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Does Sex Feel Good for Women

For some women it does and for some it doesn't. Some find intercourse painful, frustrating, or boring. If you feel this way, you’re not alone. When a young woman first starts having intercourse, it’s not always what she expects. This web page provides information and tips to help you learn how to make sexual intercourse more enjoyable.

Why does sex not feel good?

When a couple is kissing and touching, if the woman is excited, her vagina gets wet and slippery. The woman's vagina has to be wet for the man's penis to slide in easily. Otherwise, intercourse could be uncomfortable for both of them. When a woman feels nervous, guilty or afraid, her vagina might not lubricate or her vagina might tighten up. This can make intercourse difficult or even impossible.

Maybe you're not enjoying sex because you’re worried about:

Or maybe:

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How can I make sex feel more enjoyable?

The largest organ in the human body is the skin! Touching all over can feel wonderful. It can be pleasurable to touch and to be touched. The lips and tongue are very sensitive. Using the mouth all over the body can be sensual and exciting and make sex feel more enjoyable.

The clitoris has an important role in orgasm and is the most sensitive part of a woman’s genitals. It is the small bump at the top of the vulva. Some women have orgasm more easily and enjoy intercourse more when the clitoris is touched before or while the penis is inside the vagina. . Many women like gentle stroking on the clitoris or around it, but others prefer more pressure.

And of course, a woman can learn to come to orgasm by herself through masturbation (self pleasuring). Then, she may be able to tell her partner what feels good. Fantasizing can also help a woman come to orgasm. Many women enjoy the closeness of intercourse without having orgasm. Many women enjoy other ways of lovemaking other than intercourse or penetration.

Other ways to make sex more enjoyable:

  • Spend time getting to know your body on your own e.g., look at your genitals in a mirror; touch your body all over. Stroking, rubbing, light caresses and passionate holding all play a part in lovemaking.
  • Try to talk more with your partner about: the things that worry or bother you; what feels good and what doesn't; some things you want to change. A counsellor can talk with you about your feelings, your body and your relationship.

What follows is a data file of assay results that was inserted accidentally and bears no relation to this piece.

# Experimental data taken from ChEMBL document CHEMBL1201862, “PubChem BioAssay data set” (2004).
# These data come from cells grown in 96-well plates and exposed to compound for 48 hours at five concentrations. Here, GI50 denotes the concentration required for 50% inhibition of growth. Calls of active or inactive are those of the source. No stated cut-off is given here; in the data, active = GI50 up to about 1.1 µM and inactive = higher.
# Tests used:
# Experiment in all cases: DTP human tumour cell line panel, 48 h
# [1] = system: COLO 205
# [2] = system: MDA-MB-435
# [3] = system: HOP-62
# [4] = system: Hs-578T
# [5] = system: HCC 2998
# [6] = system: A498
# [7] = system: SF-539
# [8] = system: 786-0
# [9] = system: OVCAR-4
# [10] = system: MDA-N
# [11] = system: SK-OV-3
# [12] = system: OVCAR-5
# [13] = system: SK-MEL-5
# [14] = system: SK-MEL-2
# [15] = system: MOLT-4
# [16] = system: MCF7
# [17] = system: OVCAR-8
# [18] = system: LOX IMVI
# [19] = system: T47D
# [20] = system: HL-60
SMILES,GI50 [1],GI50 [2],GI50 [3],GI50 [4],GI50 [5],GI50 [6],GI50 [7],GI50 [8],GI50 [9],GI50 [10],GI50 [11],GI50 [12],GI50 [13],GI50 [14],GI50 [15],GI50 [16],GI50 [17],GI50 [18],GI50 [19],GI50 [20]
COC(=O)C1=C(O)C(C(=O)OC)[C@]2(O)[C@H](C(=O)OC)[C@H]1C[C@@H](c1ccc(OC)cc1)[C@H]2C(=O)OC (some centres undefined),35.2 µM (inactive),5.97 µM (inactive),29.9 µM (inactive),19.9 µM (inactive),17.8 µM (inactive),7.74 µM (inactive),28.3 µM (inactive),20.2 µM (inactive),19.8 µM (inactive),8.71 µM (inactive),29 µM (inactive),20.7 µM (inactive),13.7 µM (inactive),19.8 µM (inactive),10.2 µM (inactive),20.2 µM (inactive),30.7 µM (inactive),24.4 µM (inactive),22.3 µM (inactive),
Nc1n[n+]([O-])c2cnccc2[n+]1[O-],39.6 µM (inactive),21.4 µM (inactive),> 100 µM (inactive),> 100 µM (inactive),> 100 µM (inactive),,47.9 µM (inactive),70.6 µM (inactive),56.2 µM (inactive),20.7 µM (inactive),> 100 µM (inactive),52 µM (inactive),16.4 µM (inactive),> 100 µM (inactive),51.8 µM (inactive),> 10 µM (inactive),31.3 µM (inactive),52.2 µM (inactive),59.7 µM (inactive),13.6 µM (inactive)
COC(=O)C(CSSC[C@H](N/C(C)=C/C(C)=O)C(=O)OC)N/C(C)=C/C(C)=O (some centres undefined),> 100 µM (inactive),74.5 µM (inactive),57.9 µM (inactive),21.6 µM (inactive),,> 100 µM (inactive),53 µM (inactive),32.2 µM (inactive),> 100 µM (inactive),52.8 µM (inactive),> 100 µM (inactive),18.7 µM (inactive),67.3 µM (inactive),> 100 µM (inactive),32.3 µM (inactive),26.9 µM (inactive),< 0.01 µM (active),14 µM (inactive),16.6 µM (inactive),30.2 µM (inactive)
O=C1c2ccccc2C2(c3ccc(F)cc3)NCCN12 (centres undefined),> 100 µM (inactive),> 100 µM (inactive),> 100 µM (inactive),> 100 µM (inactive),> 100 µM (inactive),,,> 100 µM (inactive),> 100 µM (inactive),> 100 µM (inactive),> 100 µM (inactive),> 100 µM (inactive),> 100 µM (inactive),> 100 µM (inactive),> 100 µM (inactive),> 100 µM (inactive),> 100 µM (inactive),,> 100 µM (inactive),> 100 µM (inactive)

• Feeling safe from disease and unwanted pregnancy will help you enjoy sex more. Use a good method of birth control and always use latex condoms every time you have sex to protect against sexually transmitted infections (including HIV).
  • Using a water-based lubricant like Lubafax, K-Y Jelly or Astroglide can help make the vagina more slippery during intercourse.
  • Find other ways to give and receive pleasure e.g., massage, masturbation, oral sex.
  • If you have had a confusing or forced sexual experience in the past, counselling is available and can help a lot.
  • If you are confused about your sexual orientation there are lots of supports available

But sex is more than just intercourse!!

Sex is a way of saying something to another person. When you talk to someone, you often speak by moving more than just your lips. You speak with your eyes, your laugh, your hands... your whole body.

Making love with another person can be like that; using your whole body to explore your partner's. Enjoying lovemaking also means taking the time to communicate – saying how you feel, what you want (and don't want) and what feels good. When you and your partner learn to talk about and enjoy each other's whole bodies, not just your genitals, you will both be better lovers.

Public health nurses at the Sexual Health Clinics can talk to you about making sex more enjoyable. They are used to hearing all types of questions. Speak to us if you have questions or concerns. It’s confidential.

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You might want to read the books listed here. They are available in bookstores or through your public library. If the library doesn't have a copy, the librarian may borrow a copy for you to read.

  • Barbach, L. For Yourself. A Signet Book
  • Barbach, L. For Each Other.
  • Northrup & Christiane. 1998. Women's Bodies, Women's Wisdom: Creating physical and emotional health and healing. New York: Bantam Books.
  • The New Our Bodies, Ourselves: A Book By and For Women. Boston Women’s Health Collective; 1992. Good for all aspects of female sexuality.
  • For Yourself: The Fulfilment of Female Sexuality. Lonnie Garfield Barbach; 1979. Good for understanding how to have an orgasm.
  • Hite Report on Female Sexuality. Shere Hite; 1977. Good for learning about other women’s sexual experiences.
  • Women Who Love Sex. Gina Ogden; 1994. Good for learning how women feel about sex.

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